Governor Cuomo’s proposal calls for a salary cap to limit the amount of state dollars applied to executive compensation to $200,000. His proposal also includes options for waivers to surpass the cap if an organization can justify the difference (hospital executives, for example, often have salaries well above seven figures and argue that this is required in the competitive health care market). Read more »
The decade of continuous combat in Iraq and Afghanistan has created a demand for veterans’ services that the US has not experienced since Vietnam. The sheer numbers of veterans (almost 2 million troops deployed since 2001) would be hard enough for the Veterans Administration (VA) to address. But the heavy reliance on National Guard and Reservists has changed the veteran population, subsequent needs and community impact substantially. Read more »
Over many years, CGR has assessed the full range of local government reorganization—pairings of village/town, town/city, town/county, city/county, or two or more school districts. Structure change is often contentious, in part because reorganization frequently results in tax increases for some taxpayers and decreases for others. For instance, when a village dissolves, village residents may see their tax rate fall while town residents see an increase, even if total taxes decline. Unfortunately, this means that a change that improves efficiency and effectiveness can get blocked solely for distributional reasons.
Are there ways to mitigate these tax shifts? As a relative newcomer to New York State, I’m wondering whether or not the approach to structure change through annexation in my former home of British Columbia might resonate in this part of the world. Read more »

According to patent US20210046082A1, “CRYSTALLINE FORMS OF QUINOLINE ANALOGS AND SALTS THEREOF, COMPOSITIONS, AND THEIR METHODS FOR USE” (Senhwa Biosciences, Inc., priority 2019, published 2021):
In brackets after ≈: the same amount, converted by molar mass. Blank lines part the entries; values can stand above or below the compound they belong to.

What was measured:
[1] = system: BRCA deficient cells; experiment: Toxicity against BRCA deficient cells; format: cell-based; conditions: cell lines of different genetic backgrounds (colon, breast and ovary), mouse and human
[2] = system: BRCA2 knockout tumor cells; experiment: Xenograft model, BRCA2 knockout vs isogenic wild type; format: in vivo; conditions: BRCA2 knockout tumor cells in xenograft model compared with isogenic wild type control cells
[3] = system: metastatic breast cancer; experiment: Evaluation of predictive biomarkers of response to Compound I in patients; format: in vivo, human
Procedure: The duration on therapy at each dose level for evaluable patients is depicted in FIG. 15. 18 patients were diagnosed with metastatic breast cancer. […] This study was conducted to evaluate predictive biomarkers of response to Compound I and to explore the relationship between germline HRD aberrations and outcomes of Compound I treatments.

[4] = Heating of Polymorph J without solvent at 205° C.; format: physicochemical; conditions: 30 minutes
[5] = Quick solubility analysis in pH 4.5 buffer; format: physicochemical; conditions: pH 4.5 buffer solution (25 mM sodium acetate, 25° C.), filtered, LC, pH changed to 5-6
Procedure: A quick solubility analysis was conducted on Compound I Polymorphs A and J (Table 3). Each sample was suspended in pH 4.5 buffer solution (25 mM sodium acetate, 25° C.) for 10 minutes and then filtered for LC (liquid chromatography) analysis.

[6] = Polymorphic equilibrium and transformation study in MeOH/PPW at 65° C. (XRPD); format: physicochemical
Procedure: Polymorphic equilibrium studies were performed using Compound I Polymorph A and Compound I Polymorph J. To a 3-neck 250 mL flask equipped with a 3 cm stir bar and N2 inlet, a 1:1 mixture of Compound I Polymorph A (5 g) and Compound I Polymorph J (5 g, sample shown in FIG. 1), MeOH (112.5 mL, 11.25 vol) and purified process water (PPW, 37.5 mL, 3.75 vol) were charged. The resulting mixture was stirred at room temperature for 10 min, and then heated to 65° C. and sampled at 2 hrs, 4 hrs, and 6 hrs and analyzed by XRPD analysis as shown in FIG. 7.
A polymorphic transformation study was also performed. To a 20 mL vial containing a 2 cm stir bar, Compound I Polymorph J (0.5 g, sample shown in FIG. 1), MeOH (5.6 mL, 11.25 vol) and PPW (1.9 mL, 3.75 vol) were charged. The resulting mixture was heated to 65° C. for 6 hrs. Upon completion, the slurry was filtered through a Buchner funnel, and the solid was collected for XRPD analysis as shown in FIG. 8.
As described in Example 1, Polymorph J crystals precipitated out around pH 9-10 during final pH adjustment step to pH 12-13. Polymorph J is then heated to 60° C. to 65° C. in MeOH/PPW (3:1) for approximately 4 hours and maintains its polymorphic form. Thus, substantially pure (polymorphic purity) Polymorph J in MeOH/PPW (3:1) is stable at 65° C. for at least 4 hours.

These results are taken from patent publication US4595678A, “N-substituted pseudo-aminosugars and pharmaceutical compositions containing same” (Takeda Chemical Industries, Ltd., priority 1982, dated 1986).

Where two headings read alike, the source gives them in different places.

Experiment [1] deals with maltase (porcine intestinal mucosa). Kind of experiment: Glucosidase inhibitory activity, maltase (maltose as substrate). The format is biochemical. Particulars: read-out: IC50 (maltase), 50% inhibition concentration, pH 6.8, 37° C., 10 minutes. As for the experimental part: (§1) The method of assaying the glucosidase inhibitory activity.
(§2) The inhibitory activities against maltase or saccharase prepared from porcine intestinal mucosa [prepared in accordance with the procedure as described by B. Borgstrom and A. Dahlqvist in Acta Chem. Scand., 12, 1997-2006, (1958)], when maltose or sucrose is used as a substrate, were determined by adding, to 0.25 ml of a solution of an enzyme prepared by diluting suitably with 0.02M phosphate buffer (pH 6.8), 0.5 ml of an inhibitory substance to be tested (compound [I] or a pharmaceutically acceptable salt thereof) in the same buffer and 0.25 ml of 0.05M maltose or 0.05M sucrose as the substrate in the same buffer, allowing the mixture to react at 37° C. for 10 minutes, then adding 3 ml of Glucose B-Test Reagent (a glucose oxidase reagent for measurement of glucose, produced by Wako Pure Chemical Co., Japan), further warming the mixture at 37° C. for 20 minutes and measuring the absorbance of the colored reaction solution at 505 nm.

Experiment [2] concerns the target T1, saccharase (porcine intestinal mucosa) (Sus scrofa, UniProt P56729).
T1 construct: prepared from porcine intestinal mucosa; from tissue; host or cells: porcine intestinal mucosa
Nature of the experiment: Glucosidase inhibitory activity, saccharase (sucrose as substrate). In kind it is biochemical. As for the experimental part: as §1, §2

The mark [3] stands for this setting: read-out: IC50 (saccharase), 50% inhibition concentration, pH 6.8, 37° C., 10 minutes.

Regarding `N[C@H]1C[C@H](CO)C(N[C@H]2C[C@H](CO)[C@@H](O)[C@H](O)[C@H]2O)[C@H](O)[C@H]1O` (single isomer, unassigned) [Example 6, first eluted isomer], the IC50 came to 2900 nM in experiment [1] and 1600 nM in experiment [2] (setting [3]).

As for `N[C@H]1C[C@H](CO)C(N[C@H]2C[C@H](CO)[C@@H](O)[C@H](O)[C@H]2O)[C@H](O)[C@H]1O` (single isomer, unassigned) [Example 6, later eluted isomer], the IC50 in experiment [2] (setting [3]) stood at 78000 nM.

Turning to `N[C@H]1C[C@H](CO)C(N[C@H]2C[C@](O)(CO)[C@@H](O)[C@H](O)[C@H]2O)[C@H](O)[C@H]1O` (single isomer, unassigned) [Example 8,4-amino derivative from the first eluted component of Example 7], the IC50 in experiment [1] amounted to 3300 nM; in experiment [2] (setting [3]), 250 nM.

Since No Child Left Behind took effect in 2001, tens of thousands of our country’s schools have been tagged “persistently low performing” and “in need of improvement.” Here in NYS, those names are poised to change to the less punitive “priority” and “focus” schools, if the waiver applied for last month is approved by the US Department of Education. Do the names matter?
The cynical point of view is that some of the fundamental critiques of NCLB—that it points a finger instead of lending a hand, and that it sets an impossible target of 100% student proficiency by 2014—were not taken seriously until they began adversely affecting high-performing schools in more affluent districts. But there is a bit more going on behind this waiver story—and it raises difficult questions about the role of the feds in education. Read more »